Yet battles, especially at this time in history, are chaotic affairs and Breitenfeld was no exception. Neither Pappenheim’s attempted attacks (which some have speculated might have been part of an attempt to carry out a double-encirclement of the Swedish army) nor Horn’s manoeuvre appear to have been directly ordered by Tilly or Gustavus respectively. Had the former held his fire, potentially inviting the Swedish to attack and weaken themselves instead, it may have been possible for his more rested troops to hold off the late Swedish advance preventing the encirclement of the army and, if not securing victory, at least allowing the bulk of the army to retreat in good stead preventing Gustavus Adolphus from capitalising so significantly from the battle. Still further, had Horn not manoeuvred into his new position so promptly the Swedish left flank may have been further rolled up, potentially setting up for an encirclement of the Swedish army, or at least have set up its defeat.
With a smaller scale victory, the Swedish army may well have found itself hampered in its efforts to advance to the south, forcing them to rely on the lands of their allies Brandenburg and Saxony for victuals rather than those of their enemies. An outright defeat meanwhile would have been disastrous for not just Sweden- who would have been forced to retreat back towards Pomerania- but the Protestant cause as well. Brandenburg would probably have defected to the Imperial side quickly (with a justifiable claim to have been pressured into their declaration of war) and Saxony- isolated and militarily defeated - would have soon followed. The French gamble would appear to have failed, and the sole hope for the opponents of Emperor Ferdinand would probably have been an early direct intervention by France.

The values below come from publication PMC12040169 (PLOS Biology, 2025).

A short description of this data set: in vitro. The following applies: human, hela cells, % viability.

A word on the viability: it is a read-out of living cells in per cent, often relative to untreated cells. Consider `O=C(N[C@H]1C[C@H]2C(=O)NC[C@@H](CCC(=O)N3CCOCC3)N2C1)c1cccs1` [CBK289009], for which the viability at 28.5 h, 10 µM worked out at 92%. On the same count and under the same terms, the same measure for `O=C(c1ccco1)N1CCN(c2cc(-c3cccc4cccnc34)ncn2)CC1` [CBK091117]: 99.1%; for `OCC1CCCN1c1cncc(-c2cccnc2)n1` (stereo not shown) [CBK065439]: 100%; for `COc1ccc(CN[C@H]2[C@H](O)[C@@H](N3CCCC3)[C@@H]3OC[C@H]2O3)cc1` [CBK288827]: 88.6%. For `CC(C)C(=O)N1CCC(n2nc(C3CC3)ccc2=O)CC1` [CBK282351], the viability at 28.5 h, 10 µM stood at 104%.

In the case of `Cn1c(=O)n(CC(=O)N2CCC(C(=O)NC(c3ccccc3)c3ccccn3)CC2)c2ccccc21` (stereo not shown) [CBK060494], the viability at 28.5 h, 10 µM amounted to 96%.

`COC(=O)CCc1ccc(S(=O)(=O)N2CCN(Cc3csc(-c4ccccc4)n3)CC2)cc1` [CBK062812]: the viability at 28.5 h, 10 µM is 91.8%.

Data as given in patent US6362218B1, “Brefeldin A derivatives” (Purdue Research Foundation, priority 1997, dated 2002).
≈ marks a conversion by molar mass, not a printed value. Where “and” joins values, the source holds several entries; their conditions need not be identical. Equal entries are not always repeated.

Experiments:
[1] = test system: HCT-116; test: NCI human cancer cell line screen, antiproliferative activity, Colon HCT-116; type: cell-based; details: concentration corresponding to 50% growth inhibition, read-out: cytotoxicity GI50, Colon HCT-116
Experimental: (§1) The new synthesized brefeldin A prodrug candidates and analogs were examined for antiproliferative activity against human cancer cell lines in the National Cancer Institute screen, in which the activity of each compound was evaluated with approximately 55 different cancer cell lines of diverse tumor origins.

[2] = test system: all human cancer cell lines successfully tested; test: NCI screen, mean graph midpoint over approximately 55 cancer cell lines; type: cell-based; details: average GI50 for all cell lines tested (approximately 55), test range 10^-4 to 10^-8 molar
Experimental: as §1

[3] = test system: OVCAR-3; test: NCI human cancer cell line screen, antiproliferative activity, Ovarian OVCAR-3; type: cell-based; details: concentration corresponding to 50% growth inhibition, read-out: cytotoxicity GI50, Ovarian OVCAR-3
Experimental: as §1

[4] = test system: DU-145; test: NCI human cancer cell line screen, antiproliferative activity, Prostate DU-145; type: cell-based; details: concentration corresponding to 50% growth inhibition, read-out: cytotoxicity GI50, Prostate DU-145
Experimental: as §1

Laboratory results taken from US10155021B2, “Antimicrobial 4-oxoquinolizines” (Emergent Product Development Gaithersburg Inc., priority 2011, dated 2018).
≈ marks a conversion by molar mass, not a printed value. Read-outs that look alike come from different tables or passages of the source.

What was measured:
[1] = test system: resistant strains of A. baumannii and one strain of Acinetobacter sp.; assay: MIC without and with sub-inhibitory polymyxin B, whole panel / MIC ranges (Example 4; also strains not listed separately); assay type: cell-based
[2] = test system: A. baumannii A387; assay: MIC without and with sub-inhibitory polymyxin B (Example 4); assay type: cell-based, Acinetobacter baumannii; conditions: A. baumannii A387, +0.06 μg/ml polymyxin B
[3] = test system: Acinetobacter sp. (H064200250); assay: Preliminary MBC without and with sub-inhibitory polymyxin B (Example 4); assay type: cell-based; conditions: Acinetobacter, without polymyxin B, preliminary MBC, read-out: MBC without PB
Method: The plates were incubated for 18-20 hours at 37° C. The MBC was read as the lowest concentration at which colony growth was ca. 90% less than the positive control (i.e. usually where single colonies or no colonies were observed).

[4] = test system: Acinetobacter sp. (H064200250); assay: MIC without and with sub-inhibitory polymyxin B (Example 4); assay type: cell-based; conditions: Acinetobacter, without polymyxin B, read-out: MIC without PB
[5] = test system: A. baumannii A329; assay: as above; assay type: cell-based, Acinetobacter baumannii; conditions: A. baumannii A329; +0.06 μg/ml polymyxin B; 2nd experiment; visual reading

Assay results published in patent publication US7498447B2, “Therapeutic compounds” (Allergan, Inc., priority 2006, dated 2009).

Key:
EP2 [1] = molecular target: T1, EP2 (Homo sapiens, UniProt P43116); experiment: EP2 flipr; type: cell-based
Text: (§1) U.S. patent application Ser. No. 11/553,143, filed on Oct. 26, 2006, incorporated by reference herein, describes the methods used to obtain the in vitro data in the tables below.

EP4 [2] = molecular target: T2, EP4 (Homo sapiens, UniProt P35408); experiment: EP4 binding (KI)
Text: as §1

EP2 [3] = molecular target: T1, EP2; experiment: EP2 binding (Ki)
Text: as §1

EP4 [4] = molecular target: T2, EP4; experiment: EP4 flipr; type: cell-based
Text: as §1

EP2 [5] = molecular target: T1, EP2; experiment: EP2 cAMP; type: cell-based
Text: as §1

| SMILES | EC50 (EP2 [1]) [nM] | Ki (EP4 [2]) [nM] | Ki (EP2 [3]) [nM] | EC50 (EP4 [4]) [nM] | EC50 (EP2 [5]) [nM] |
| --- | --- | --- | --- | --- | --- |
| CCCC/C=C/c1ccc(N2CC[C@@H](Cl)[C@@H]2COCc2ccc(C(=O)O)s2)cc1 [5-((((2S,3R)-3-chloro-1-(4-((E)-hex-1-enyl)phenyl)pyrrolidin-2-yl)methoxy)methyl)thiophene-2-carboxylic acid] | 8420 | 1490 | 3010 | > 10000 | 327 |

From the Main to Bavaria
From Breitenfeld a direct strike into the Habsburg crownlands would have been possible, but the Bohemian revolt was now some 12 years past and there was little appetite now for the repeated rebellion that would have been required to combat the 60,000 Imperial troops gathered in Franconia and Silesia. Instead, Gustavus made swiftly for the River Main and South West Germany, hoping to secure the Catholic Electorates of the Rhineland, including the now Bavarian controlled Palatinate. By Janaury 1632 the Swedish had taken the Mainzer exclave of Erfurt, looted Würzburg in a brutal sack – explicitly framed as revenge for Magdeburg - conquered Mecklenburg and most of the Lower Palatinate, and taken the key cities of Frankfurt and Mainz. Meanwhile the Saxons under Hans Georg von Arnim-Boitzenburg undertook a more limited invasion of Bohemia, taking Prague and reaching as far as Nimburg on the Elbe. The Swedish war at this point devolved into a series of regional conflicts- Hesse-Kassel’s war of conquest in the Westphalian church lands, Württemberg’s battles with Archduke Leopold’s widow, Princess Claudia of Tuscany, in southern Swabia, and the ongoing efforts by smaller Swedish forces to secure control over the southern flanks of the Baltic.